Rated R. Running time: 1 hours 57 min.
Our content ratings (1-10); Violence 1; Language 1; Sex/Nudity 5.
Our star rating (1-5): 4
And the Lord God planted a garden in Eden, in the east; and there he put the (wo)man whom he had formed.
This beautiful costume drama, actor Alan Rickman’s second film as director, might be considered a “what if” film, in that it is a fanciful tale about a female garden architect taking on the assignment of designing and supervising the building of an important part of the lavish gardens of the new Versailles residence that King Louis XIV (Alan Rickman) is building just outside of Paris. Patriarchy was very much the order of the day, but Mr. Rickman has great fun imagining what it might have been like had a strong-willed woman been among those who created the magnificent grounds and gardens that have drawn millions to admire them.
It is 1682, and the King’s head landscape architect André Le Notre (Matthias Schoenaerts) is interviewing landscape artists by the dozen. The grounds of the King’s new palace are so vast that he must seek help in their design and execution. From his office window he notices the approaching Madame Sabine de Barra (Kate Winslet), singular among the applicants in that she is a woman. She stops at a small plaza decorated by numerous potted plants that he had arranged in a perfectly symetrical circular arrangement. He is surprised to see her bend down and move one a few inches, thus upsetting the symetry. He has her set of plans on top of dozens of others, but barely glances at them during the interview with her. At this time he does not mention her act below, but, apparently bothered by it, he ends the interview with no position offered to her.
However, when he finds that the other plans are ordinary, his trusted assistant Moulin (Danny Webb) places Sabine’s on top of the pile, and André has to admit their designer is indeed creative. He visits her at her home that night, indirectly informing her that she has the position. She is to build what will become known as the Rockwork Grove or Salle de Bal, a terraced outdoor amphitheatre with a special water cascade.
André’s haughty wife Françoise (Helen McCrory) has forged an agreement with him that each of them can bed down with others, an arrangement very much in vogue at the French court. Sabine, on the other hand is a widow whose husband and little daughter died several years earlier in a carriage accident. As we will understand later, guilt is mixed with grief in Sabine’s heart and mind. Of course, she and André are drawn to each other, but it takes longer than in a Jane Austin novel to consummate their love. Long before this Françoise senses this and conspires to sabotage Sabine’s project. She succeeds merely in slowing it down, her deed actually thrusting Andre and Sabine closer together.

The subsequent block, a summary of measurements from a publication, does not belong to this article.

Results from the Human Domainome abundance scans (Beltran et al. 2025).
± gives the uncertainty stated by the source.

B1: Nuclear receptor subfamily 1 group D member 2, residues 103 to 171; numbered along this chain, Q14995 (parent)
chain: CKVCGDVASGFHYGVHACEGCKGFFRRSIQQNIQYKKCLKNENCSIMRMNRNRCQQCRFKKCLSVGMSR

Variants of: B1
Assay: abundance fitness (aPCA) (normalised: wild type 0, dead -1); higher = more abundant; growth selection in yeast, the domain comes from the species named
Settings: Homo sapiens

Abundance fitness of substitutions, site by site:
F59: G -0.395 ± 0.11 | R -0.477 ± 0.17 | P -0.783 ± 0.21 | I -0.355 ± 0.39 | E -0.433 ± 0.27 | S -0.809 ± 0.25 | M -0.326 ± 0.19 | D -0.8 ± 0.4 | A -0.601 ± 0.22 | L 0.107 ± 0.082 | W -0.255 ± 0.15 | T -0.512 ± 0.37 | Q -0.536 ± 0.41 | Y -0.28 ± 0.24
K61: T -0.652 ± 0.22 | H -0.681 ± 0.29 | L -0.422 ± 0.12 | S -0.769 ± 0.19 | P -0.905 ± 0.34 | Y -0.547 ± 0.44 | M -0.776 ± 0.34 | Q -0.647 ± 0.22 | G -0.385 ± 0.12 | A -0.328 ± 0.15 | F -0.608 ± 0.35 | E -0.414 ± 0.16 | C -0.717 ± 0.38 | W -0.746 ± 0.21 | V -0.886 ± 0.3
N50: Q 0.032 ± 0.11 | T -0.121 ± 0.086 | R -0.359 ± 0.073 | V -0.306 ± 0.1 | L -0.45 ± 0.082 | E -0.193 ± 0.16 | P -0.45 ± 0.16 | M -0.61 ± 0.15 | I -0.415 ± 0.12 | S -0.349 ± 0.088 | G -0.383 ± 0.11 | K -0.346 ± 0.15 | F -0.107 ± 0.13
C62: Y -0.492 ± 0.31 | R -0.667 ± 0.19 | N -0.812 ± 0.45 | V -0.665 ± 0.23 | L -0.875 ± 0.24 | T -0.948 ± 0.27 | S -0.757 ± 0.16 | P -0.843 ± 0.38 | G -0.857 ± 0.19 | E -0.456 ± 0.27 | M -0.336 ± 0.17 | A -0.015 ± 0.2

There are a number of moving scenes in the film, such as Sabine’s stopping by a master gardener’s in the country one day to purchase some plants. Unknown to her the King, whom she has not yet met, has decided to leave Paris and spend time alone there so he can meditate without the constant distractions of the court. With his lavish coat and wig laid aside, he looks like the gardener to Sabine. They have a lovely, quiet chat. When about half way through it she realizes she is speaking with the king, she continues on without any fawning or embarrassment. Later, when she is presented formally to him he is obviously pleased with her.
A second enjoyable moment takes place in a sewing chamber at the court just before Sabine is presented to King Louis. The inner circle of noble ladies all welcome her to join them. None evince a trace of snobbishness as they converse with this lowborn lady whose talent has brought her far and thus aroused their curiosity. When they learn of the loss of her daughter and husband, they are touched, especially by the death of the child. Virtually to a woman, each of them speaks longingly about a child prematurely taken away by death. For some, more than one little one. They might be of a different class from Sabine, but the sorrows of motherhood bind them together.
The refashioning of the wild land surrounding the new Versailles palace is a fascinating story. Though some critics have complained of “the lack of chemistry” between the two stars playing the lovers, I found their story very engaging. Some of this alleged “lack” is partly due to the restrained manners of the 17th century as well as the status of André as a nobleman and Sabine as a commoner. One did not cross such a barrier lightly in those days. There is also much going on in the film—I haven’t even mentioned the delightful Stanley Tucci playing the King’s homosexual brother Philip, a role he obviously relished. He too takes an interest in Sabine, though not as an object of romance, but simply as a woman whose skill and cleverness have brought her all the way to his brother’s court, and thus one worthy of his interest and support. Even one of the unsuccessful applicants for Sabine’s position comes around to be one of her fervant supporters, greatly helping her to organize and manage the sometimes unruly day laborers, at first not keen on working for a woman.
Cinemaphotographer Ellen Kuras’s beautifully captures the green, rural landscape, the color of the flowers, and the splendor of the costumes and court settings. The film, relegated to the art house circuit, might not compete at the box office with the summer blockbusters, but we should hear about it for costume design and photography this fall come Oscar time.
This review in the July 2015 issue of Visual Parables includes a set of 7 discussion questions.